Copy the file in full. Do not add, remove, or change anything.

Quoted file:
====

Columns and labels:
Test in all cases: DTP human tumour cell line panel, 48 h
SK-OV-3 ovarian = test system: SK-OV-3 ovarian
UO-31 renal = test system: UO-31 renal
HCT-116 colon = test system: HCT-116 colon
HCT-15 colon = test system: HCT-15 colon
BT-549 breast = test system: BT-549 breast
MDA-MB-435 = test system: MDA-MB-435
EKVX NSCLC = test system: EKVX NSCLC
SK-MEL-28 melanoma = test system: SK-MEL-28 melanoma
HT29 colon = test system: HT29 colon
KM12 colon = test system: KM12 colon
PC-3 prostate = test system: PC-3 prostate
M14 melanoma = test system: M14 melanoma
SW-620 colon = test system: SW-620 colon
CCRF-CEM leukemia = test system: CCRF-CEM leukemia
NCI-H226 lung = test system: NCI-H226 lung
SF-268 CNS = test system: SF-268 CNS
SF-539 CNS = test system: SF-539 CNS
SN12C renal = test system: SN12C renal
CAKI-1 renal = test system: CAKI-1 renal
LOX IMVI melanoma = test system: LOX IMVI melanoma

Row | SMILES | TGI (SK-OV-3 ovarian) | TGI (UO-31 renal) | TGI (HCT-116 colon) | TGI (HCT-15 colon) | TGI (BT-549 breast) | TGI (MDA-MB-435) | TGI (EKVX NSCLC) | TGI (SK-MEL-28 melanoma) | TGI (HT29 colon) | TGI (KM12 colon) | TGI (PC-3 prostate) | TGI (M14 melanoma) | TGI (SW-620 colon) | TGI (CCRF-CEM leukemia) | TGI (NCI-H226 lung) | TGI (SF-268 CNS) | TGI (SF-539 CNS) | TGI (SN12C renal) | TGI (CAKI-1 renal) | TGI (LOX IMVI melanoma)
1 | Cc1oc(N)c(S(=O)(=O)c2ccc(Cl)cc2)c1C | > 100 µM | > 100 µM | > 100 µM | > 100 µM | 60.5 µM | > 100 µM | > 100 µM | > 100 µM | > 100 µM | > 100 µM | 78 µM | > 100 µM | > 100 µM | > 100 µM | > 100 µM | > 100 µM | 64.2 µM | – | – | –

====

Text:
Columns and labels:
Test in all cases: DTP human tumour cell line panel, 48 h
SK-OV-3 ovarian = test system: SK-OV-3 ovarian
UO-31 renal = test system: UO-31 renal
HCT-116 colon = test system: HCT-116 colon
HCT-15 colon = test system: HCT-15 colon
BT-549 breast = test system: BT-549 breast
MDA-MB-435 = test system: MDA-MB-435
EKVX NSCLC = test system: EKVX NSCLC
SK-MEL-28 melanoma = test system: SK-MEL-28 melanoma
HT29 colon = test system: HT29 colon
KM12 colon = test system: KM12 colon
PC-3 prostate = test system: PC-3 prostate
M14 melanoma = test system: M14 melanoma
SW-620 colon = test system: SW-620 colon
CCRF-CEM leukemia = test system: CCRF-CEM leukemia
NCI-H226 lung = test system: NCI-H226 lung
SF-268 CNS = test system: SF-268 CNS
SF-539 CNS = test system: SF-539 CNS
SN12C renal = test system: SN12C renal
CAKI-1 renal = test system: CAKI-1 renal
LOX IMVI melanoma = test system: LOX IMVI melanoma

Row | SMILES | TGI (SK-OV-3 ovarian) | TGI (UO-31 renal) | TGI (HCT-116 colon) | TGI (HCT-15 colon) | TGI (BT-549 breast) | TGI (MDA-MB-435) | TGI (EKVX NSCLC) | TGI (SK-MEL-28 melanoma) | TGI (HT29 colon) | TGI (KM12 colon) | TGI (PC-3 prostate) | TGI (M14 melanoma) | TGI (SW-620 colon) | TGI (CCRF-CEM leukemia) | TGI (NCI-H226 lung) | TGI (SF-268 CNS) | TGI (SF-539 CNS) | TGI (SN12C renal) | TGI (CAKI-1 renal) | TGI (LOX IMVI melanoma)
1 | Cc1oc(N)c(S(=O)(=O)c2ccc(Cl)cc2)c1C | > 100 µM | > 100 µM | > 100 µM | > 100 µM | 60.5 µM | > 100 µM | > 100 µM | > 100 µM | > 100 µM | > 100 µM | 78 µM | > 100 µM | > 100 µM | > 100 µM | > 100 µM | > 100 µM | 64.2 µM | – | – | –